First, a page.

1876. On February 15, after relocating from Winchester, VA, the Baptist affiliated Broaddus Female College held its first classes in Clarksburg, Harrison County, in the National Hotel, with the Rev. E. J. Willis as president. This later became Broaddus College and eventually merged with Alderson Academy to form Alderson-Broaddus College at Philippi, Barbour County. On May 19, 1877, Broaddus Female College was incorporated in West Virginia. Statehood leader John J. Davis and future United States Senator Nathan Goff were among the incorporators, all of whom were men. Source: Acts of the West Virginia Legislature; Ambler, A History of Education in West Virginia, 244.

1877. Women were first enrolled at Bethany College. A preparatory department was established in 1880 and in 1883, the "Ladies Course" leading to a Ph.B. degree was created. Source: Ambler, A History of Education in West Virginia, 184.

1877. On February 28, the West Virginia Legislature passed an act authorizing the trustees of Brooke Academy in Brooke County to acquire property for establishment of a female seminary. Brooke Academy had been established by Joseph Doddridge in 1799. The act was approved by the governor on March 2, Source: Acts of the West Virginia Legislature; Ambler, A History of Education in West Virginia, 78.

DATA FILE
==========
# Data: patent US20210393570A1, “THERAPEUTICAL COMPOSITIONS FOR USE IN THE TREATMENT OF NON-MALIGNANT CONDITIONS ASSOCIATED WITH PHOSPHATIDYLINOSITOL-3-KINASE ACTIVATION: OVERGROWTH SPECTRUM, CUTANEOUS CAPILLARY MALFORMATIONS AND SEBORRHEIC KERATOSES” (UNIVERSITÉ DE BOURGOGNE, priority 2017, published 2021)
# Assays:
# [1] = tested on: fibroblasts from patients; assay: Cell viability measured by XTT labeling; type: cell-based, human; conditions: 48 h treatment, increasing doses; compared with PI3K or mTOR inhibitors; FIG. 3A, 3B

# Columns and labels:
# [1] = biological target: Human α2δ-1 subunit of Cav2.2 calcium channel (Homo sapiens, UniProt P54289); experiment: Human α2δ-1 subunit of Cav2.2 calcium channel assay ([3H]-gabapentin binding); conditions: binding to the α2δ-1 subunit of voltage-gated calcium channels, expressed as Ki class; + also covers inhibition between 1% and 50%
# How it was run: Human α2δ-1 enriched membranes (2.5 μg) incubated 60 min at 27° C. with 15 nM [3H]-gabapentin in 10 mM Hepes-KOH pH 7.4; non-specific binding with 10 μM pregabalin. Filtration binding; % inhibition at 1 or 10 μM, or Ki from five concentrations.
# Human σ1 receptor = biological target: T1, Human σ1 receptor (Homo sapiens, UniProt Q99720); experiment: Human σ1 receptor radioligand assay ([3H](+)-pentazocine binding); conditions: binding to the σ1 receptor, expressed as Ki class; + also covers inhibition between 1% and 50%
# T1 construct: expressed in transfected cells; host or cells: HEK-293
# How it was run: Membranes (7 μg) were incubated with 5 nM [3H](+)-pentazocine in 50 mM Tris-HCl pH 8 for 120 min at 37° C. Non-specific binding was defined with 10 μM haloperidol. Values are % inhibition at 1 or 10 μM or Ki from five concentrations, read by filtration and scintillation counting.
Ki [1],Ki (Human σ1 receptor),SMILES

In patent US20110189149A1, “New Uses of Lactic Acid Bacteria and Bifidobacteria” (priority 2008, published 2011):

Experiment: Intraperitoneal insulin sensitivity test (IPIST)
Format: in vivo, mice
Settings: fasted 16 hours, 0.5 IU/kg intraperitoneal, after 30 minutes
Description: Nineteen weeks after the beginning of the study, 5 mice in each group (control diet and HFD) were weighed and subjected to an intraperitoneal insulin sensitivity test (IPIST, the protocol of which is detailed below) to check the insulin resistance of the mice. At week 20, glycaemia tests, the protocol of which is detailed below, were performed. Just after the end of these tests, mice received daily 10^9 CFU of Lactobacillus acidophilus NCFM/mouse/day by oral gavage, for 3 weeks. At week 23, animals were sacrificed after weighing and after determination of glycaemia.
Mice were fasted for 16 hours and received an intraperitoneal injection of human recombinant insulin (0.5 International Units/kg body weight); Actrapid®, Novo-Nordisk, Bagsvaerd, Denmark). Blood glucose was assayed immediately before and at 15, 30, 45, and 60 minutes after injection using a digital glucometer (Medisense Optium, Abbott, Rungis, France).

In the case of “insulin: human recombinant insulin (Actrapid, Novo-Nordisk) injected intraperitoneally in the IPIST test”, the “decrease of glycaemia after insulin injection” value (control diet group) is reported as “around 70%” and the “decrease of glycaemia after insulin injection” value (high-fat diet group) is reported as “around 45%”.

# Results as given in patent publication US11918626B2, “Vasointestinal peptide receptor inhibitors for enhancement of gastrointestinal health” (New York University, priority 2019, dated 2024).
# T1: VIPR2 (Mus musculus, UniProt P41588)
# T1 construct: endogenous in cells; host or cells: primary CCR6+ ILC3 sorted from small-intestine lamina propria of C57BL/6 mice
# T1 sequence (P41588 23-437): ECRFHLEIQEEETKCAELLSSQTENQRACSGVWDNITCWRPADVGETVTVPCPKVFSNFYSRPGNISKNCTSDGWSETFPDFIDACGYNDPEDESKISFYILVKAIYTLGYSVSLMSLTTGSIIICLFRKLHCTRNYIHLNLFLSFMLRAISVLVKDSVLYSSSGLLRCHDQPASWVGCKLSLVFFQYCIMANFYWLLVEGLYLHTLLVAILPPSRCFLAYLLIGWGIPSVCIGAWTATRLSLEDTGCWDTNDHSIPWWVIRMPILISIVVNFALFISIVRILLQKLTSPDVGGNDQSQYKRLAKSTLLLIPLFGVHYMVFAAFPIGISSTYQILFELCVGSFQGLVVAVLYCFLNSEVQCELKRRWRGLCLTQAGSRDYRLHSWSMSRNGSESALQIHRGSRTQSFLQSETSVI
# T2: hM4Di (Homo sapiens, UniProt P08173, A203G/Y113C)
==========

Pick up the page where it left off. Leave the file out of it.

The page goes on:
1878. On February 15, the first Baptist Women's Missionary Society in the state was organized at the Bethel Baptist Church in Oak Hill, Fayette County.

1878. On May 30, Myrtle Hall was dedicated as a women's dormitory building at Storer College in Harpers Ferry, Jefferson County. The building was later renamed Mosher Hall. Source: Ambler, A History of Education in West Virginia, 245.

1879. On June 2, the Charleston Female College was incorporated in West Virginia. According to historian Charles Ambler, the institution's existence was "short-lived." Source: Acts of the West Virginia Legislature; Ambler, A History of Education in West Virginia, 281.

1881. Women replaced men as telephone operators in Wheeling. That same year, the first telephone line between Wheeling and Pittsburgh was completed.

1882. On July 4, 1882 two steamboats, the Scioto and the John Lomas, collided on the Ohio River at Follansbee, Brooke County. Later testimony revealed that a woman was at the wheel of the John Lomas. Source: Clagg, West Virginia Historical Almanac, 83.